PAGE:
The Anti-Democratic Faces of Socrates
The Anti-Democratic Faces of Socrates
The Anti-Democratic Faces of Socrates
Socrates is among an elite class of extraordinary human beings. Whether it is religion, politics or socioeconomic issues, Socrates philosophy had a profound impact on Athenian civilization. His thoughts and ideas have sparked many debates and examinations of the way we live our lives even today. In the three dialogues Defence of Socrates, Euthyphro, and Crito, written by the philosopher Plato, one can find evidence that Socrates was not an enthusiast for democracy. The following will consider this evidence as a means for showing the anti-democratic faces of Socrates.

In Euthyphro, Socrates questions Euthyphros prosecution of his father for murder. Their dialogue is a result of Socrates attempt to understand what is good and righteous. Socrates does not put much value in the ability of the people to judge the character of a person because his perception is that the people are easily swayed. “Athenians dont much care, it seems to me, if they think someone clever, so long as hes not imparting his wisdom to others; but once they think hes making other people clever, then they get angry”. His statement foreshadows his impending conviction. He believes that the people are incapable of practicing justice based on the truth. By this account, democracy is corrupt. Additionally he continues his assertions in the Defense of Socrates.

The mere fact that Socrates chose to defend himself and disregard the advice of his friends suggests that he does not believe in democracy. In Defense of Socrates he proceeds to tell the jury how they should behave and think, further showing his disregard for the democratic process. “attend simply to the question whether or not my case is just; because that is the duty of a judge…” His attempt to defend himself is no more than a guise to justify his life and recruit the jury to believe his philosophy.

It is clear that politics, democracy, is of no importance to Socrates. On the declaration of the oracle, he considers himself to be more knowledgeable than other men because he doesnt not claim to know all there is to know. “Because of this occupation, I have had no time at all for any activity to speak of, either in public affairs or in my family life, indeed, because of my service to the god, I live in extreme poverty.” He is certain that he is living his life in obedience to his god. To him, this is more important than anything; family, money and especially politics.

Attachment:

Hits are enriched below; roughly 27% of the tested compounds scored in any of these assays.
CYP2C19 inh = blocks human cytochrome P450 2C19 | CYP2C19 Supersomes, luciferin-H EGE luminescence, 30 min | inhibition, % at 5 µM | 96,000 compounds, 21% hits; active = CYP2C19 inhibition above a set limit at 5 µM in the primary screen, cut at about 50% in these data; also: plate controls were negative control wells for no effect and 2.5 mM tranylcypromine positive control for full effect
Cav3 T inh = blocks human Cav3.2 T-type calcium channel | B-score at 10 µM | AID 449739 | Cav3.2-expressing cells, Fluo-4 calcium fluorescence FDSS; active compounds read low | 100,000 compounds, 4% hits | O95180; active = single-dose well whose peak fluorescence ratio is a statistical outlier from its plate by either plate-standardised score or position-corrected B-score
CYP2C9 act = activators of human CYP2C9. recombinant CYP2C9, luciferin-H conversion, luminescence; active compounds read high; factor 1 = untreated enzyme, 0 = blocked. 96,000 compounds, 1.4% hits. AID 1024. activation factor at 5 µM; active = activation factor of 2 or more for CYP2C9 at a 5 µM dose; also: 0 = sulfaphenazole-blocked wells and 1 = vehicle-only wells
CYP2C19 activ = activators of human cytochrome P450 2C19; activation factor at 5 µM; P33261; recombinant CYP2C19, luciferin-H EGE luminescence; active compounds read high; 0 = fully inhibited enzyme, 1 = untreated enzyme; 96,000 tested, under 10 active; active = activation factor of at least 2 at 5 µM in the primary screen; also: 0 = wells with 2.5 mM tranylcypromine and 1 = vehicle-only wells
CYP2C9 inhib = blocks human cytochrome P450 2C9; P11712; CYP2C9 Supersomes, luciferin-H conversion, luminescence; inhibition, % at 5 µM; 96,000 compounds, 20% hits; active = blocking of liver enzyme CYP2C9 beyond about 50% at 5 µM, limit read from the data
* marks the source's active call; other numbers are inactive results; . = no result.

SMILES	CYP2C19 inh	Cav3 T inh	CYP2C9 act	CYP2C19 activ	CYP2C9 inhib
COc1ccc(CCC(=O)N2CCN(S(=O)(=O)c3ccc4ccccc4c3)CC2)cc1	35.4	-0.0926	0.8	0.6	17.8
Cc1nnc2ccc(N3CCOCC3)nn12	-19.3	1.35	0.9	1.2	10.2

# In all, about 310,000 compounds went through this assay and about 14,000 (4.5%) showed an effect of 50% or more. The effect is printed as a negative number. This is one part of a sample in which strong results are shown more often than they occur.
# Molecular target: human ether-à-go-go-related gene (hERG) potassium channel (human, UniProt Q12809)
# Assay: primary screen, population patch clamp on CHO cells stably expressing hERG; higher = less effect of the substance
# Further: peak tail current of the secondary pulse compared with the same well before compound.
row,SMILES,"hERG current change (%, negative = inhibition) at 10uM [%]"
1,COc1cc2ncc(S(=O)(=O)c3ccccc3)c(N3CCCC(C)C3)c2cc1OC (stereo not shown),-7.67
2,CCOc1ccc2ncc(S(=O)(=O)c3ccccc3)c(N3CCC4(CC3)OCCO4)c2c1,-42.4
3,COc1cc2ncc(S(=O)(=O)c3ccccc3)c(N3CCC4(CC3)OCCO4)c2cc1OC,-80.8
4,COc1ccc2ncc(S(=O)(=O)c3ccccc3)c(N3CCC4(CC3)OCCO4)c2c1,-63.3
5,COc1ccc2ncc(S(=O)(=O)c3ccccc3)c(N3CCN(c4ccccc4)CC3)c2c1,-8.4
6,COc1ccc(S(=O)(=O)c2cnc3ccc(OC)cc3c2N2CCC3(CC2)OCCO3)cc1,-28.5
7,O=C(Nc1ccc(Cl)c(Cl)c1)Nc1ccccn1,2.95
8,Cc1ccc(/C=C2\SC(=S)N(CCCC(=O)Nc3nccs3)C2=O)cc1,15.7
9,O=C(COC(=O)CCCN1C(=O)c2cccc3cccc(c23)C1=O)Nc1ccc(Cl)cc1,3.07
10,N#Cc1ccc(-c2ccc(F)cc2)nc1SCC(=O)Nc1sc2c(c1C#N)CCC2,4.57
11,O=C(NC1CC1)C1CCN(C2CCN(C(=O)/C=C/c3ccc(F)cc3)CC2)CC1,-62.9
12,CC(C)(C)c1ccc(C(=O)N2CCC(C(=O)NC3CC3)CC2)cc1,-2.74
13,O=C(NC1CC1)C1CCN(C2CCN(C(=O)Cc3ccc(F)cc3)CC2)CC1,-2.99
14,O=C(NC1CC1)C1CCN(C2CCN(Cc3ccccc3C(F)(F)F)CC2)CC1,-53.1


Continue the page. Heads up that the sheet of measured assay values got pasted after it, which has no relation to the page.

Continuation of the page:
His disdain for democracy is also confirmed when he states that one wouldnt survive long by openly opposing injustice because in doing so he would be fighting against the majority. “The fact is that there is no person on earth whose life will be spared by you or by any other majority, if he is genuinely opposed to many injustices and unlawful acts, and tries to prevent their occurrence in our city. Rather, anyone who truly fights for what is just, if he is going to survive for even a short time, must act in a private capacity rather than a public one.” His statement indicates that in a democratic society the majority vote can be unjust. This statement is further supported in his testimony to the occasion when the commission wanted a collective trial for ten generals who failed to do their job in a battle. Socrates was opposed to the illegality of the circumstances; however, he was out voted.

“My own tribe, Antiochis, happened to be the presiding commission on the occasion when you wanted a collective trial for the ten generals who had

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Anti-Democratic Faces Of Socrates And Dialogues Defence Of Socrates. (April 3, 2021). Retrieved from